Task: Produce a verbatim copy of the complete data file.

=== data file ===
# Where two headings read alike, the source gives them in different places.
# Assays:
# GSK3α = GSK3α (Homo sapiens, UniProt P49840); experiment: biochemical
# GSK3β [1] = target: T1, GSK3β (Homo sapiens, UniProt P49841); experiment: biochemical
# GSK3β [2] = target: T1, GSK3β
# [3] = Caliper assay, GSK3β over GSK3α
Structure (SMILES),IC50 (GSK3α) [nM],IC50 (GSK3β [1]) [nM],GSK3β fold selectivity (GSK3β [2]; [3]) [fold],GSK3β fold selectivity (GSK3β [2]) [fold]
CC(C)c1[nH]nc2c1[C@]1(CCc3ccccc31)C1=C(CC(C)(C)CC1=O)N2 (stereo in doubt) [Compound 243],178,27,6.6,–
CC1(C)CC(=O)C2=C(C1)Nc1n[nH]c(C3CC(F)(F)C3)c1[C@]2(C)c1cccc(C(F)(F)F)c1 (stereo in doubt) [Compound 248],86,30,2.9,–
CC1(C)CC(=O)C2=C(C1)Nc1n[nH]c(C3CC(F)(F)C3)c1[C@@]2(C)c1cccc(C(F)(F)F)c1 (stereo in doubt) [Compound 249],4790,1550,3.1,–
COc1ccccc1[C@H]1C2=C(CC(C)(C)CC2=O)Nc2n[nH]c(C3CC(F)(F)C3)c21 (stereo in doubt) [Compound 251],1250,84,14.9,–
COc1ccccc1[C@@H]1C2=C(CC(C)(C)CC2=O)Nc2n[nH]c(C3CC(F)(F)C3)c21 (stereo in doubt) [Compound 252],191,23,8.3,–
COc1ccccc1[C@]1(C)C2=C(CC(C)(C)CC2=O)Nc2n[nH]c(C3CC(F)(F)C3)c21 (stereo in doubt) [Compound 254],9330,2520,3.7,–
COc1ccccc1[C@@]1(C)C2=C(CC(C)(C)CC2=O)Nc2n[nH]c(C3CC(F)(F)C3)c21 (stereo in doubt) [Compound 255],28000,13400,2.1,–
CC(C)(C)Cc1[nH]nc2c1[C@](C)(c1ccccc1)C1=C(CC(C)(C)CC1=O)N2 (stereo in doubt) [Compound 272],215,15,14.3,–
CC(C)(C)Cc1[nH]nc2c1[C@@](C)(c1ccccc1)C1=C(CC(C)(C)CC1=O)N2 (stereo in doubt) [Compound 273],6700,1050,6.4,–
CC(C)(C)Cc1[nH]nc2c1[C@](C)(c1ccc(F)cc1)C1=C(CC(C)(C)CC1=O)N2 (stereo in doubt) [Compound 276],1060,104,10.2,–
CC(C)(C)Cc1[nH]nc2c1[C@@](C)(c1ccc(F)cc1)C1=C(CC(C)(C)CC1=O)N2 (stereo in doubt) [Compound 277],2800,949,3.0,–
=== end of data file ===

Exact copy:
# Where two headings read alike, the source gives them in different places.
# Assays:
# GSK3α = GSK3α (Homo sapiens, UniProt P49840); experiment: biochemical
# GSK3β [1] = target: T1, GSK3β (Homo sapiens, UniProt P49841); experiment: biochemical
# GSK3β [2] = target: T1, GSK3β
# [3] = Caliper assay, GSK3β over GSK3α
Structure (SMILES),IC50 (GSK3α) [nM],IC50 (GSK3β [1]) [nM],GSK3β fold selectivity (GSK3β [2]; [3]) [fold],GSK3β fold selectivity (GSK3β [2]) [fold]
CC(C)c1[nH]nc2c1[C@]1(CCc3ccccc31)C1=C(CC(C)(C)CC1=O)N2 (stereo in doubt) [Compound 243],178,27,6.6,–
CC1(C)CC(=O)C2=C(C1)Nc1n[nH]c(C3CC(F)(F)C3)c1[C@]2(C)c1cccc(C(F)(F)F)c1 (stereo in doubt) [Compound 248],86,30,2.9,–
CC1(C)CC(=O)C2=C(C1)Nc1n[nH]c(C3CC(F)(F)C3)c1[C@@]2(C)c1cccc(C(F)(F)F)c1 (stereo in doubt) [Compound 249],4790,1550,3.1,–
COc1ccccc1[C@H]1C2=C(CC(C)(C)CC2=O)Nc2n[nH]c(C3CC(F)(F)C3)c21 (stereo in doubt) [Compound 251],1250,84,14.9,–
COc1ccccc1[C@@H]1C2=C(CC(C)(C)CC2=O)Nc2n[nH]c(C3CC(F)(F)C3)c21 (stereo in doubt) [Compound 252],191,23,8.3,–
COc1ccccc1[C@]1(C)C2=C(CC(C)(C)CC2=O)Nc2n[nH]c(C3CC(F)(F)C3)c21 (stereo in doubt) [Compound 254],9330,2520,3.7,–
COc1ccccc1[C@@]1(C)C2=C(CC(C)(C)CC2=O)Nc2n[nH]c(C3CC(F)(F)C3)c21 (stereo in doubt) [Compound 255],28000,13400,2.1,–
CC(C)(C)Cc1[nH]nc2c1[C@](C)(c1ccccc1)C1=C(CC(C)(C)CC1=O)N2 (stereo in doubt) [Compound 272],215,15,14.3,–
CC(C)(C)Cc1[nH]nc2c1[C@@](C)(c1ccccc1)C1=C(CC(C)(C)CC1=O)N2 (stereo in doubt) [Compound 273],6700,1050,6.4,–
CC(C)(C)Cc1[nH]nc2c1[C@](C)(c1ccc(F)cc1)C1=C(CC(C)(C)CC1=O)N2 (stereo in doubt) [Compound 276],1060,104,10.2,–
CC(C)(C)Cc1[nH]nc2c1[C@@](C)(c1ccc(F)cc1)C1=C(CC(C)(C)CC1=O)N2 (stereo in doubt) [Compound 277],2800,949,3.0,–